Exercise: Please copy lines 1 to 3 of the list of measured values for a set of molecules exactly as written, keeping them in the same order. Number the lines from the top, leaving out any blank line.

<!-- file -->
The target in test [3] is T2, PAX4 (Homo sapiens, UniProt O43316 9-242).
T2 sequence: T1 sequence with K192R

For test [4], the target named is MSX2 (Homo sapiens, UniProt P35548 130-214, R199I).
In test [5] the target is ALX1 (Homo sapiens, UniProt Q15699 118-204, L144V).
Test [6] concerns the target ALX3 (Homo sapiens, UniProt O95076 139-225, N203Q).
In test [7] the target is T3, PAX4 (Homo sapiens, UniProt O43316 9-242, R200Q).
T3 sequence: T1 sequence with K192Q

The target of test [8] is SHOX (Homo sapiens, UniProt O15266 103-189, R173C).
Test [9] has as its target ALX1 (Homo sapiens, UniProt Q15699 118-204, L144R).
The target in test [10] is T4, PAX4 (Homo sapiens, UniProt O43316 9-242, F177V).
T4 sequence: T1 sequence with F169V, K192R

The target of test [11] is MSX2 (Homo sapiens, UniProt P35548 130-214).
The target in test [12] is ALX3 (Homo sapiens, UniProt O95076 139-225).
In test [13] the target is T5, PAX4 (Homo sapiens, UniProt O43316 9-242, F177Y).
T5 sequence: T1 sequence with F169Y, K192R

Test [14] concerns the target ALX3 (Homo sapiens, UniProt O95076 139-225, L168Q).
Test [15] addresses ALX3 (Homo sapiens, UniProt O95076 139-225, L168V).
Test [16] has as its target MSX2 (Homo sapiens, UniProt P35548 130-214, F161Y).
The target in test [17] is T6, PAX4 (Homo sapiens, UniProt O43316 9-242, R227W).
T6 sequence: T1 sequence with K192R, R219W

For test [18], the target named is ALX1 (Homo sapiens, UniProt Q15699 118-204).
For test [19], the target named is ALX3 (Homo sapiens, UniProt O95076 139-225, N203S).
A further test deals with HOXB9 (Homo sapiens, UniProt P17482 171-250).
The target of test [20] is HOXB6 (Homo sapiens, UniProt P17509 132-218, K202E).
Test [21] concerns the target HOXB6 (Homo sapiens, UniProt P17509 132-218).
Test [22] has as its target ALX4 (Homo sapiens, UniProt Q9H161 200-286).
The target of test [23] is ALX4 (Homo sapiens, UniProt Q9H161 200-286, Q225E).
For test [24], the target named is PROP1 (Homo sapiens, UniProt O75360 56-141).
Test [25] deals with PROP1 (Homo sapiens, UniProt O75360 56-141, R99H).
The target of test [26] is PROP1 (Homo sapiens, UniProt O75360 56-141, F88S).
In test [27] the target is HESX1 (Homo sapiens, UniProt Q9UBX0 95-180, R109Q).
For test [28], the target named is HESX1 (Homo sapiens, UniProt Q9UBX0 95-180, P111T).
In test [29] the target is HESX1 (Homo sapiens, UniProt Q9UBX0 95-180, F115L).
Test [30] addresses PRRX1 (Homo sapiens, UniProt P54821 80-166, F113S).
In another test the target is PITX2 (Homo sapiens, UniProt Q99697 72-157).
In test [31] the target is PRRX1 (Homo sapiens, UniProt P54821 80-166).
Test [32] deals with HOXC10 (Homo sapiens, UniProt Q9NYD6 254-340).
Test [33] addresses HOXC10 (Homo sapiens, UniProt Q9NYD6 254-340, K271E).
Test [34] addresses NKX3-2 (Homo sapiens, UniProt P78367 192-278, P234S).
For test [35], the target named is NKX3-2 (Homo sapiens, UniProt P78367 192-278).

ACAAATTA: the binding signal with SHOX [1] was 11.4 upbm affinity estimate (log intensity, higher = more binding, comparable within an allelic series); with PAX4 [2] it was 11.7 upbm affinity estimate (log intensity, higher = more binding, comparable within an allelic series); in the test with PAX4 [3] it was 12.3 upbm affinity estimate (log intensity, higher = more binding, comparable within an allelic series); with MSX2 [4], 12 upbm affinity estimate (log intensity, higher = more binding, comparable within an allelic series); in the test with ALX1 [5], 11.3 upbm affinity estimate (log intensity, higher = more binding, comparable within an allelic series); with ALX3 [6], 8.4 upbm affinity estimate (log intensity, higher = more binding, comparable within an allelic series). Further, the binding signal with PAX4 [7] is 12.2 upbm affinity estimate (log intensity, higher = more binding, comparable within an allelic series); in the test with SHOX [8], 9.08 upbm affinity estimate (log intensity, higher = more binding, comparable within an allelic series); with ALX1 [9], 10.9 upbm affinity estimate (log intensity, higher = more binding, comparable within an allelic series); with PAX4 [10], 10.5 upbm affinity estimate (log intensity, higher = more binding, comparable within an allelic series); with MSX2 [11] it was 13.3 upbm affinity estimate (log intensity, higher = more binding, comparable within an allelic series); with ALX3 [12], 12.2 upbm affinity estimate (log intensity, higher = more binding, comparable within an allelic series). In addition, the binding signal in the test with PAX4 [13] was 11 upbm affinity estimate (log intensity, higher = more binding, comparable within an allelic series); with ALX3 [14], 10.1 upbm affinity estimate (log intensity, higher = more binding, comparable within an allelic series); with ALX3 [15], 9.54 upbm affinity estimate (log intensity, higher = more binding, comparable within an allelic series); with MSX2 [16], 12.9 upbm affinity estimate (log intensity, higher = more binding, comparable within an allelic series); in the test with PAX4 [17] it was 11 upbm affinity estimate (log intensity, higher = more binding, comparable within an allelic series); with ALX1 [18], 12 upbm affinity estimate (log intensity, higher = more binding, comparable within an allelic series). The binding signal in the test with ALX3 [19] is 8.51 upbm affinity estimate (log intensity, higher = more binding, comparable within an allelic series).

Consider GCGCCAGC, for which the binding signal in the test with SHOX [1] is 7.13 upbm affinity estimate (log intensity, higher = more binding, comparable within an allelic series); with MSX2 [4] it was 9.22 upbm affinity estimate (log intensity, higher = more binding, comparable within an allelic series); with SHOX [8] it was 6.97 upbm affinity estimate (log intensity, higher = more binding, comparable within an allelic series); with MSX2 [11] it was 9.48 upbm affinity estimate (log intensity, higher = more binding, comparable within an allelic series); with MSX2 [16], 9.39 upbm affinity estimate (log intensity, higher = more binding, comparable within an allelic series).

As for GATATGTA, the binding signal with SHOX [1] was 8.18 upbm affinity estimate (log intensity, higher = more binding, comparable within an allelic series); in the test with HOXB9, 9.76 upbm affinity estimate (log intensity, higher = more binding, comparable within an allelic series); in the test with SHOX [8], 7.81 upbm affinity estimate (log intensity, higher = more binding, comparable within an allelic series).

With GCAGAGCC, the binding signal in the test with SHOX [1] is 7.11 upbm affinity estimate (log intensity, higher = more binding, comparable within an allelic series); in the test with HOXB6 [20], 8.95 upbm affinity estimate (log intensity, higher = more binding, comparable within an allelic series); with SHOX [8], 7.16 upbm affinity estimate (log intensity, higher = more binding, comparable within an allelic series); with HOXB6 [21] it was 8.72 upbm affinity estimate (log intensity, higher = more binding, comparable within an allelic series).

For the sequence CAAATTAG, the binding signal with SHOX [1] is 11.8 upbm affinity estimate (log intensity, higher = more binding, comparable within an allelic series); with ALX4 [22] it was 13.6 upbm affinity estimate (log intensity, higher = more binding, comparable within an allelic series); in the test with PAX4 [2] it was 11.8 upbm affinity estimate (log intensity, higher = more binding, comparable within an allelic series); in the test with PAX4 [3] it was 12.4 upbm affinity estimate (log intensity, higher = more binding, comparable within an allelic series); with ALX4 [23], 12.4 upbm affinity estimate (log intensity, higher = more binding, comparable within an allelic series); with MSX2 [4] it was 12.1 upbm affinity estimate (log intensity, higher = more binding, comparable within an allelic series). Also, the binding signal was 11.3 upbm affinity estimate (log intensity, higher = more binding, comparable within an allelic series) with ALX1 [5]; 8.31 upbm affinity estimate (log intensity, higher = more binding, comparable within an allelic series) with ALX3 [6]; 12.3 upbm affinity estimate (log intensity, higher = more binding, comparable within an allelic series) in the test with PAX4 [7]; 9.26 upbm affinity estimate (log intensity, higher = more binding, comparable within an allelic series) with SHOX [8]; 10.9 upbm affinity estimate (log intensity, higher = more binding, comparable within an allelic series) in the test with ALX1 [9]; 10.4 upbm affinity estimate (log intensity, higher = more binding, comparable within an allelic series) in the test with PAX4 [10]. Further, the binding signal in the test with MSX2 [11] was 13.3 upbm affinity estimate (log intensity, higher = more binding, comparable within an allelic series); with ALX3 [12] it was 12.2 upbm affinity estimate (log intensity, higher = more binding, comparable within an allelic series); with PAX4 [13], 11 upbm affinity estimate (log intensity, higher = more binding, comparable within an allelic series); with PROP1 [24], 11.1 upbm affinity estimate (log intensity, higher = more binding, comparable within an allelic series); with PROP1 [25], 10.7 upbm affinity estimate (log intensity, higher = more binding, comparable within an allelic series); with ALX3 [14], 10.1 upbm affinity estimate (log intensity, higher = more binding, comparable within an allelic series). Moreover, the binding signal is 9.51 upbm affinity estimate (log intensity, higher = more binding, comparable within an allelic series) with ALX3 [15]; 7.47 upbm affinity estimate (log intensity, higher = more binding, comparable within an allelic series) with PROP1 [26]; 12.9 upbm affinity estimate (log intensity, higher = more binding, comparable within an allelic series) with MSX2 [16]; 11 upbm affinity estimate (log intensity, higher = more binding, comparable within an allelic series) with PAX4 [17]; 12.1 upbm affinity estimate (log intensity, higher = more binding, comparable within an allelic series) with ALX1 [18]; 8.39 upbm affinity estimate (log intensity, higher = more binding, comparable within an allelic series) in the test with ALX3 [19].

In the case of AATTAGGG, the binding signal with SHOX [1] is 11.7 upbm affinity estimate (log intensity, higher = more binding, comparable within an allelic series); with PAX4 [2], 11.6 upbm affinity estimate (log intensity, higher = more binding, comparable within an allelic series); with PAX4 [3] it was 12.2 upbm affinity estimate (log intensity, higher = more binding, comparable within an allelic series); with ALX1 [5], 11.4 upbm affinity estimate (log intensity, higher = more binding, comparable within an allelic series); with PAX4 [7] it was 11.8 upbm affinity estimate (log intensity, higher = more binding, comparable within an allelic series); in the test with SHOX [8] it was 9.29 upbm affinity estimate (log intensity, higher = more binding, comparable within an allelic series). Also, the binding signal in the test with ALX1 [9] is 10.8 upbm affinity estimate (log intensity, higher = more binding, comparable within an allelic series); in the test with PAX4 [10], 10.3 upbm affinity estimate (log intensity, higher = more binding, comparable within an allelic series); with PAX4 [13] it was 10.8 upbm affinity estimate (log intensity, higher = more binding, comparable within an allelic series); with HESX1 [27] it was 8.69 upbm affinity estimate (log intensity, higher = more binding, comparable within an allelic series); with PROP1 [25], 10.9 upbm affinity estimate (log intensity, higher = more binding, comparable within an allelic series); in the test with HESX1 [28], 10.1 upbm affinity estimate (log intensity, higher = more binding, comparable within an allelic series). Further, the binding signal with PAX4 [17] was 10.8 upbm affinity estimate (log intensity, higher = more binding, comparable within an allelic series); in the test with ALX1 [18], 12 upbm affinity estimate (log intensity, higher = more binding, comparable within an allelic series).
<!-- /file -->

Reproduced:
The target in test [3] is T2, PAX4 (Homo sapiens, UniProt O43316 9-242).
T2 sequence: T1 sequence with K192R

For test [4], the target named is MSX2 (Homo sapiens, UniProt P35548 130-214, R199I).